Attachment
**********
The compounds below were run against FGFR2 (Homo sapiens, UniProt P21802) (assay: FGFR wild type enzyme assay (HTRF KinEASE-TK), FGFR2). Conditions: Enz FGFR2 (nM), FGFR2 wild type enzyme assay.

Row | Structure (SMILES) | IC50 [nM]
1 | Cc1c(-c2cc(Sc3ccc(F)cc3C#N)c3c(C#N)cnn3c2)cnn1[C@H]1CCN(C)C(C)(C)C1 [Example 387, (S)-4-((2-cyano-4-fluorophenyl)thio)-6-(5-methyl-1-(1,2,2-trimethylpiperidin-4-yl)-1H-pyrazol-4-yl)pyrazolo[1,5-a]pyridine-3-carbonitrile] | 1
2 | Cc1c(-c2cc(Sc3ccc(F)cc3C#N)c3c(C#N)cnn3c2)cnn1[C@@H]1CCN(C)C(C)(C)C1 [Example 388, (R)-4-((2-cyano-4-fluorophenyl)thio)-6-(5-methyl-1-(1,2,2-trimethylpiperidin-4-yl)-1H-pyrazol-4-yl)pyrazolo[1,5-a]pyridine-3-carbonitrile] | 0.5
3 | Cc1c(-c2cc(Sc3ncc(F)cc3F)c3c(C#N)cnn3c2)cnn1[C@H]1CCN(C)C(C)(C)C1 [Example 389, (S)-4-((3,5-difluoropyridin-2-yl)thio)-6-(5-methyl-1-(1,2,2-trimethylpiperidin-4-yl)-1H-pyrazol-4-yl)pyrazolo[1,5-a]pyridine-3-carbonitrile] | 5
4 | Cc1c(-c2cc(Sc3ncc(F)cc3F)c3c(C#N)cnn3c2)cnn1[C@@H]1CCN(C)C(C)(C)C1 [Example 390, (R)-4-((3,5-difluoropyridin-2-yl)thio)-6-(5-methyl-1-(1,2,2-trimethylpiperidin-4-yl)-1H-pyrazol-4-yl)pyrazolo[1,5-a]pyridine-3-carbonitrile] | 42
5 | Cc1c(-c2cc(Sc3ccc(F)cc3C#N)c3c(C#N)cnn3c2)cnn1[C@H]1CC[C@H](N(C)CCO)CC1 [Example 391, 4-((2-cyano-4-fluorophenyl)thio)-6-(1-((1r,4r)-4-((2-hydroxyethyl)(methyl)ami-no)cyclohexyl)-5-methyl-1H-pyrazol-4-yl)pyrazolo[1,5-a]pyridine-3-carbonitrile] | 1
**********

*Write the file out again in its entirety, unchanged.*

The compounds below were run against FGFR2 (Homo sapiens, UniProt P21802) (assay: FGFR wild type enzyme assay (HTRF KinEASE-TK), FGFR2). Conditions: Enz FGFR2 (nM), FGFR2 wild type enzyme assay.

Row | Structure (SMILES) | IC50 [nM]
1 | Cc1c(-c2cc(Sc3ccc(F)cc3C#N)c3c(C#N)cnn3c2)cnn1[C@H]1CCN(C)C(C)(C)C1 [Example 387, (S)-4-((2-cyano-4-fluorophenyl)thio)-6-(5-methyl-1-(1,2,2-trimethylpiperidin-4-yl)-1H-pyrazol-4-yl)pyrazolo[1,5-a]pyridine-3-carbonitrile] | 1
2 | Cc1c(-c2cc(Sc3ccc(F)cc3C#N)c3c(C#N)cnn3c2)cnn1[C@@H]1CCN(C)C(C)(C)C1 [Example 388, (R)-4-((2-cyano-4-fluorophenyl)thio)-6-(5-methyl-1-(1,2,2-trimethylpiperidin-4-yl)-1H-pyrazol-4-yl)pyrazolo[1,5-a]pyridine-3-carbonitrile] | 0.5
3 | Cc1c(-c2cc(Sc3ncc(F)cc3F)c3c(C#N)cnn3c2)cnn1[C@H]1CCN(C)C(C)(C)C1 [Example 389, (S)-4-((3,5-difluoropyridin-2-yl)thio)-6-(5-methyl-1-(1,2,2-trimethylpiperidin-4-yl)-1H-pyrazol-4-yl)pyrazolo[1,5-a]pyridine-3-carbonitrile] | 5
4 | Cc1c(-c2cc(Sc3ncc(F)cc3F)c3c(C#N)cnn3c2)cnn1[C@@H]1CCN(C)C(C)(C)C1 [Example 390, (R)-4-((3,5-difluoropyridin-2-yl)thio)-6-(5-methyl-1-(1,2,2-trimethylpiperidin-4-yl)-1H-pyrazol-4-yl)pyrazolo[1,5-a]pyridine-3-carbonitrile] | 42
5 | Cc1c(-c2cc(Sc3ccc(F)cc3C#N)c3c(C#N)cnn3c2)cnn1[C@H]1CC[C@H](N(C)CCO)CC1 [Example 391, 4-((2-cyano-4-fluorophenyl)thio)-6-(1-((1r,4r)-4-((2-hydroxyethyl)(methyl)ami-no)cyclohexyl)-5-methyl-1H-pyrazol-4-yl)pyrazolo[1,5-a]pyridine-3-carbonitrile] | 1